Hyperconvergence: definition, operation and benefits
The term hyperconvergence (or hyper-convergence), often abbreviated to HCI for Hyper-converged infrastructure, first appeared in 2012. At the time, hyper-convergence was seen as the next generation of virtualisation since it offers better performance than traditional converged infrastructure solutions. Nearly a decade later, this prediction is proving to be true as sales of hyper-converged solutions account for over 54.5% of the total converged systems market. However, the specifics and benefits of this type of hardware architecture are still sometimes misunderstood by industry professionals.
So, in this article you will discover everything you need to know about hyper-convergence, how it works and its benefits!
What is hyper-convergence?
Hyper-convergence refers to a type of computer hardware architecture that closely links several physical server components, in particular the components of
With hyperconvergence, these critical functions are performed on an integrated software layer. Virtualisation software extracts and aggregates the underlying resources and dynamically allocates them to applications running on virtual machines. It then allows different elements to be combined (or literally, converged) into a single virtual system. For this reason, hyperconverged systems are often confused with converged infrastructure. However, there are fundamental differences between these two architectures.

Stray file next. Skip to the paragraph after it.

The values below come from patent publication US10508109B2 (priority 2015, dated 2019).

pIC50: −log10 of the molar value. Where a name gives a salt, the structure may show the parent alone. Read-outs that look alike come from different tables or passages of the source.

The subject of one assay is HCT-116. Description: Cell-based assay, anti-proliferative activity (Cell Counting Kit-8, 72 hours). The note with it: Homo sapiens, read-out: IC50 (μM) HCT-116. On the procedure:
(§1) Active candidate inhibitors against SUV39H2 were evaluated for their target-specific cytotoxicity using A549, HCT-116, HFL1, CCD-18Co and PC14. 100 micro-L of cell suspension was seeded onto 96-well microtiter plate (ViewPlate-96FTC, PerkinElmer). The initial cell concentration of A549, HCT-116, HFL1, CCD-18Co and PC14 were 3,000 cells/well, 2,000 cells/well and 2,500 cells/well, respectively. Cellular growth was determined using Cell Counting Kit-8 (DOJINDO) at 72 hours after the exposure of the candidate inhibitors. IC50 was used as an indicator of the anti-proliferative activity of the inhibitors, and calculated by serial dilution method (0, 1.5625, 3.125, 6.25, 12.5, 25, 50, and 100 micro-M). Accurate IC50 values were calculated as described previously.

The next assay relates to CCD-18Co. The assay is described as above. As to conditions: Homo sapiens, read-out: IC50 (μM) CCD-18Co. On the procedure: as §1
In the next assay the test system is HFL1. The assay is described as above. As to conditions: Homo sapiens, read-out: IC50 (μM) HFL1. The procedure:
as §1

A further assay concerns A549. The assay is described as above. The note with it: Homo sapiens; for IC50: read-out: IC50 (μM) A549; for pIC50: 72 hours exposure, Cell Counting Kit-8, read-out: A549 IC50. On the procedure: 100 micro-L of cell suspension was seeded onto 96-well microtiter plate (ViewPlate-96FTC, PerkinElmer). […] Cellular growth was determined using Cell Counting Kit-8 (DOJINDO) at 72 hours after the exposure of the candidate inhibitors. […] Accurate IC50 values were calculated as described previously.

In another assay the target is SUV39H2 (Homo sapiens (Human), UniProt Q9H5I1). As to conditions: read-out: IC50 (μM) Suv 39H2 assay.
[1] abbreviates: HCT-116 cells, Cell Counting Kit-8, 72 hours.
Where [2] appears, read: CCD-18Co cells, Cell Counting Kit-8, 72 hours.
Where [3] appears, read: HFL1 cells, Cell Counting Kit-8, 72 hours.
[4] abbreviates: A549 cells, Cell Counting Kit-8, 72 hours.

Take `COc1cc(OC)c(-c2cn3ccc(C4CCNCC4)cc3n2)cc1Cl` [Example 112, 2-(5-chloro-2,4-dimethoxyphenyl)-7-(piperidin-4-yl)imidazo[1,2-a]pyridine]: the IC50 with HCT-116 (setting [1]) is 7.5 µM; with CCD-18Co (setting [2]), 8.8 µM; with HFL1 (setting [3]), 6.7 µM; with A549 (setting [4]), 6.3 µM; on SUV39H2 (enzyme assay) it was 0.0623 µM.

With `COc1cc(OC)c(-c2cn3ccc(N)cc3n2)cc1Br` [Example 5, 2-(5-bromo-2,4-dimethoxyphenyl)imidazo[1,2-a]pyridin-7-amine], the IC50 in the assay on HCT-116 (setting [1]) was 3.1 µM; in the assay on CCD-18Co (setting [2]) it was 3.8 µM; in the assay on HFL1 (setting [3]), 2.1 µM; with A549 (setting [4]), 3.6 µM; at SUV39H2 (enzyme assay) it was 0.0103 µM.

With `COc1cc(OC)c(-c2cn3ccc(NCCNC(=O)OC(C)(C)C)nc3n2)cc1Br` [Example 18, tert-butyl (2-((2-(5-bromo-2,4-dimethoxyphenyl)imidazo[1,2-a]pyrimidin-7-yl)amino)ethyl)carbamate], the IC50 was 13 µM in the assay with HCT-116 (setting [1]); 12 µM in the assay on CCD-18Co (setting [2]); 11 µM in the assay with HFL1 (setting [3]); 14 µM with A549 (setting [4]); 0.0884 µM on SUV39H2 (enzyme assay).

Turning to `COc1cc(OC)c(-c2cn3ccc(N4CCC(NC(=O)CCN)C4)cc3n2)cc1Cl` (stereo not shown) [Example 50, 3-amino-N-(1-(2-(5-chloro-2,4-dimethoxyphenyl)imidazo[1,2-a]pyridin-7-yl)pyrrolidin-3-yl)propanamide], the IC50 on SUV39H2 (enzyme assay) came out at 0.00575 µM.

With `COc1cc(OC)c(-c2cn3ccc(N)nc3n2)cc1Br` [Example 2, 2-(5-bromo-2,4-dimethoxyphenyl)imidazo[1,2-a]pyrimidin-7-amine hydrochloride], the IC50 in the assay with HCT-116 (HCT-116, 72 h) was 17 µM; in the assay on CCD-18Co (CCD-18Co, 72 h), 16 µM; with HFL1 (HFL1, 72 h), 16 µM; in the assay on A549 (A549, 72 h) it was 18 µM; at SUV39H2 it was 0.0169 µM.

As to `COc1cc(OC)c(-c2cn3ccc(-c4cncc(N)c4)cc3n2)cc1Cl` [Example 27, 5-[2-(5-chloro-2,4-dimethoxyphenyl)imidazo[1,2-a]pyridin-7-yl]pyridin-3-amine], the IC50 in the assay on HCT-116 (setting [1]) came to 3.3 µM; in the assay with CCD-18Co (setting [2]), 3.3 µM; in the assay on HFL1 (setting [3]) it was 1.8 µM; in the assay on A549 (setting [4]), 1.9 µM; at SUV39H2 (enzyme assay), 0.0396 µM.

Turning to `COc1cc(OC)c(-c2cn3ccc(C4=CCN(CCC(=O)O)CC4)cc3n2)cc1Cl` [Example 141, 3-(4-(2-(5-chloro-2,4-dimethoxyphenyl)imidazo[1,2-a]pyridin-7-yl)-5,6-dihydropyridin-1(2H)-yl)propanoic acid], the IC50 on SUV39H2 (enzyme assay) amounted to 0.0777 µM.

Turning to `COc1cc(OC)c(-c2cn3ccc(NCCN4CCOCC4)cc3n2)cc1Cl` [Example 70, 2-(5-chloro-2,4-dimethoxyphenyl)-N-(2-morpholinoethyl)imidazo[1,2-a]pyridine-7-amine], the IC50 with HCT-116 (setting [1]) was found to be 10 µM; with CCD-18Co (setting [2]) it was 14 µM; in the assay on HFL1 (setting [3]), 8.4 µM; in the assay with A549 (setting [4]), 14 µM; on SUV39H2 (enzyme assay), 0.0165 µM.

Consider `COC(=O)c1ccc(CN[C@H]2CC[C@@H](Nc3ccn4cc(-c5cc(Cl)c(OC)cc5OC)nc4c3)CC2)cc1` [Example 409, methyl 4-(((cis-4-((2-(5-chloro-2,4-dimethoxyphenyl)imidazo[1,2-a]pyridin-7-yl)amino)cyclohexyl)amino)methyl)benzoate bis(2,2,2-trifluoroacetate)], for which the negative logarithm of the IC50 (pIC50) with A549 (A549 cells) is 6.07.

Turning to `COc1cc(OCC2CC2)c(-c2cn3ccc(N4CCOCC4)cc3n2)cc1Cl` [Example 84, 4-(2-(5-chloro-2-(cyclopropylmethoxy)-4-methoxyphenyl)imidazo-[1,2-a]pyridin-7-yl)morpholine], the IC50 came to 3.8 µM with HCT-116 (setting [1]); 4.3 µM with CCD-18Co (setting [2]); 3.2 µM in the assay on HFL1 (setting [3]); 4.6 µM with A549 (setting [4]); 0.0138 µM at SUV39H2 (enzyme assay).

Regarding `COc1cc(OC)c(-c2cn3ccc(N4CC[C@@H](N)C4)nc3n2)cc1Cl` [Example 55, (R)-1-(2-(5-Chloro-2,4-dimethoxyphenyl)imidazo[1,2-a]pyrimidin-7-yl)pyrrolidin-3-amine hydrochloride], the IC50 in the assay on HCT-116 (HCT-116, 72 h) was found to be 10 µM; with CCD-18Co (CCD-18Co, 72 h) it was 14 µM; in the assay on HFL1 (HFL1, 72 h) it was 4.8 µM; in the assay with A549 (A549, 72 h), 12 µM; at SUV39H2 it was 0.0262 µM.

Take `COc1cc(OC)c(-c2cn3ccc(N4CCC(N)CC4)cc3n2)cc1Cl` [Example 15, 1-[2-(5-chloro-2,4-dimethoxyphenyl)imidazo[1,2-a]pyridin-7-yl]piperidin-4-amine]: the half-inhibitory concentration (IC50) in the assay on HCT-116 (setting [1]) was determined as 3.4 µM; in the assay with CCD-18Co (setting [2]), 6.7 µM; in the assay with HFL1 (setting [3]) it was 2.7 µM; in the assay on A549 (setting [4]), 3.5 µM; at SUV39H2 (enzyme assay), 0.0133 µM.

What is a converged infrastructure?
A converged infrastructure is also based on a set of components (storage, computing units, networking elements, etc.) combined into a single infrastructure solution. This set is most often controlled by a unified management platform. However, unlike hyper-converged systems, the converged infrastructure is not designed as a cluster (clustered network).
In converged infrastructure, each computing, storage and networking component can be separated from the others. In contrast, in a hyperconverged environment, the components are necessarily grouped together. This clustering is the basis of how hyperconvergence works.
How does hyper-convergence work?
In concrete terms, hyper-convergence is based on the use of virtual hyper-converged platforms which integrate
storage (often software-defined);
a hypervisor for virtualised computing;
These 3 components run on standardised servers (often off-the-shelf and supplied by third party providers). Secondly, unified management makes it possible to have comprehensive visibility of resources, to organise them into pools (of storage or computing systems), to divide them into performance levels, and then to provision them independently of their actual physical location.
Beyond this basic architecture, the operation of hyper convergence can be easily adapted and modulated according to the use cases and needs of a structure.
The use cases of hyper-convergence
The rise of hyper-converged structures is firstly linked to that of cloud computing.